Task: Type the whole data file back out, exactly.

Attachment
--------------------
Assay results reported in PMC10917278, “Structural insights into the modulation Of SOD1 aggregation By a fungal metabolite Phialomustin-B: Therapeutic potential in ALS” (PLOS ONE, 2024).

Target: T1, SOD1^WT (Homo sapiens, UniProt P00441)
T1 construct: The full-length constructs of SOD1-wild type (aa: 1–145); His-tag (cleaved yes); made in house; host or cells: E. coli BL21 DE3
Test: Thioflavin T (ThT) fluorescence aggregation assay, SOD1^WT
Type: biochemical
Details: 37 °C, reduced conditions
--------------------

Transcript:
Assay results reported in PMC10917278, “Structural insights into the modulation Of SOD1 aggregation By a fungal metabolite Phialomustin-B: Therapeutic potential in ALS” (PLOS ONE, 2024).

Target: T1, SOD1^WT (Homo sapiens, UniProt P00441)
T1 construct: The full-length constructs of SOD1-wild type (aa: 1–145); His-tag (cleaved yes); made in house; host or cells: E. coli BL21 DE3
Test: Thioflavin T (ThT) fluorescence aggregation assay, SOD1^WT
Type: biochemical
Details: 37 °C, reduced conditions